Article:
Take, for example, the claims of the supposed conqueror of the Islamic State.

Continue reading at Daily Kos.




GOP Turns to Decades-Old Lies to Sell New Tax Scam

2017-12-12T03:42:48Z

"You can fool some of the people all of the time, and that's our target market." That perversion of Abraham Lincoln's timeless adage might as well be the slogan of the modern Republican Party, especially when the topic is taxes....

"You can fool some of the people all of the time, and that's our target market." That perversion of Abraham Lincoln's timeless adage might as well be the slogan of the modern Republican Party, especially when the topic is taxes. After all, the Congressional Budget Office (CBO), the Joint Committee on Taxation, (JCT), the Wharton School, the Tax Policy Center and a host of think tanks have concluded that the GOP tax bill will produce between $1 trillion and $1.5 trillion in additional debt over the next decade. But if "tax cut pay for themselves" is a cynical myth designed to force deep spending cuts in the future, so too is the notion that the "Tax Cuts and Jobs Act" (TCJA) produces either tax relief or jobs for lower- to middle-income Americans. It's no wonder that Republicans from Maine Sen. Susan Collins to House Speaker Paul Ryan have been struggling to manufacture lists of conservative economists to vouch for their voodoo.

But more appalling than the grotesque GOP disinformation campaign itself is the Republican regurgitation of decades-old lies to sell it. The GOP's best and brightest have been peddling the same fiscal fantasies since supply-side snake oil salesman Arthur Laffer first sketched his magical Curve on a cocktail napkin for Team Reagan in the 1970s. The passage of time has not made the GOP falsehoods any more true.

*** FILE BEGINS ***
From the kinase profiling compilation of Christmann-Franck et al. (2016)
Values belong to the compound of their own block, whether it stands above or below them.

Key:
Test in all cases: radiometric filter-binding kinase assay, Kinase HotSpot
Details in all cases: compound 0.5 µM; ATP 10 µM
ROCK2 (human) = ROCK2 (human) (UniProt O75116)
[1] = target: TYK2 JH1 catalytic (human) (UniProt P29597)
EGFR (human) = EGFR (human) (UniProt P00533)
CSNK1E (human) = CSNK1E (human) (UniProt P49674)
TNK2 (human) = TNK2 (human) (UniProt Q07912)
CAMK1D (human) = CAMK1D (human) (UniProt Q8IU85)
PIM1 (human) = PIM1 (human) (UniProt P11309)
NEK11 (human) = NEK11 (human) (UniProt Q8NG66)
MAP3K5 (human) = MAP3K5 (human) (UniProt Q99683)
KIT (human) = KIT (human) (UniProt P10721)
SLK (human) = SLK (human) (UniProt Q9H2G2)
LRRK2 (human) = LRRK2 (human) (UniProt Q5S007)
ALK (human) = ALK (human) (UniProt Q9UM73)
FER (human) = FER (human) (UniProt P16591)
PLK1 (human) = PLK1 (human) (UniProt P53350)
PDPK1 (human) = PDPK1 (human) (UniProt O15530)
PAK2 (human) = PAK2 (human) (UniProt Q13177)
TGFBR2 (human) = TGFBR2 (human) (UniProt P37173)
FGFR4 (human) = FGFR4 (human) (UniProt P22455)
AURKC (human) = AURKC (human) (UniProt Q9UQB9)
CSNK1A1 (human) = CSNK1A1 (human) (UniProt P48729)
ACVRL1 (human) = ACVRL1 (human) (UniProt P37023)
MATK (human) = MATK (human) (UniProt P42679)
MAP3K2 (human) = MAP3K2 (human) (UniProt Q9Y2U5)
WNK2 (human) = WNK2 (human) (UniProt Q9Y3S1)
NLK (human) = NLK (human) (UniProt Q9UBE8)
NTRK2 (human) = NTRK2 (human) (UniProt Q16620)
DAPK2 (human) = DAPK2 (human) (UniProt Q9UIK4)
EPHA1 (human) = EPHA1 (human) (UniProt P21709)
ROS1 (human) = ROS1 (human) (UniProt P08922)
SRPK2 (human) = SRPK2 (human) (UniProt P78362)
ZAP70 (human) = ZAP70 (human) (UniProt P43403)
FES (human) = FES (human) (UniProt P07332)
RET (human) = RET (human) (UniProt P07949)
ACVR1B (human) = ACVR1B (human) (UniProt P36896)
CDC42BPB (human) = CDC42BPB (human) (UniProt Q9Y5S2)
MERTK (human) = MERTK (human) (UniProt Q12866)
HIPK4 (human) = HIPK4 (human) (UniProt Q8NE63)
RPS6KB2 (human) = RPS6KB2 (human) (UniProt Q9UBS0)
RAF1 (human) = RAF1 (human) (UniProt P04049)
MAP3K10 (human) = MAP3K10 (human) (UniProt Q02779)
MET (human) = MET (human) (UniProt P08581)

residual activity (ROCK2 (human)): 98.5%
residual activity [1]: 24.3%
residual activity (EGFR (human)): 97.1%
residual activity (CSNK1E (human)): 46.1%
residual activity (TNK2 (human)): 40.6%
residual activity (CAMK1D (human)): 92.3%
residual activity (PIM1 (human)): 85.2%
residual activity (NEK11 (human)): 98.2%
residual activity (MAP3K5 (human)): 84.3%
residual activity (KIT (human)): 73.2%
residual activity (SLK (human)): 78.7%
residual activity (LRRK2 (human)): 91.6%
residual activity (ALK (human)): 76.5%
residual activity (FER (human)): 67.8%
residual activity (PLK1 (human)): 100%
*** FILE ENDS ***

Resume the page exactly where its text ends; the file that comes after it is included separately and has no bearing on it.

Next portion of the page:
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Consider, for example, Senator Majority Leader Mitch McConnell. Despite a mountain of evidence to the contrary, McConnell declared himself "totally confident" that the TCJA passed by the Senate will not add to the deficit, adding:

"I think it's going to be a revenue producer."

Now, there's no need to stop me if you think you've heard this one before; you have. That's because back in 2010, then-Minority Leader McConnell used the same talking point to defend the extension of the Bush tax cuts of 2001 and 2003 for the richest Americans. Defending that windfall for the wealthy that would drain $70 billion annually from the United States Treasury, the No.2 Senate Republican Jon Kyl of Arizona proclaimed, "You should never have to offset the cost of a deliberate decision to reduce tax rates on Americans." McConnell rushed to Kyl's defense, announcing that his fiscal fraud was in fact now Republican orthodoxy:

"There's no evidence whatsoever that the Bush tax cuts actually diminished revenue. They increased revenue because of the vibrancy of these tax cuts in the economy. So I think what Senator Kyl was expressing was the view of virtually every Republican on that subject."

But then as now, Republican agreement on that view doesn't make it a fact. History tells us so. And that history starts, it turns out, with Ronald Reagan's arrival in the White House in 1981.

Continue reading at Daily Kos.




Trump's Golden Showers

2017-12-04T18:39:36Z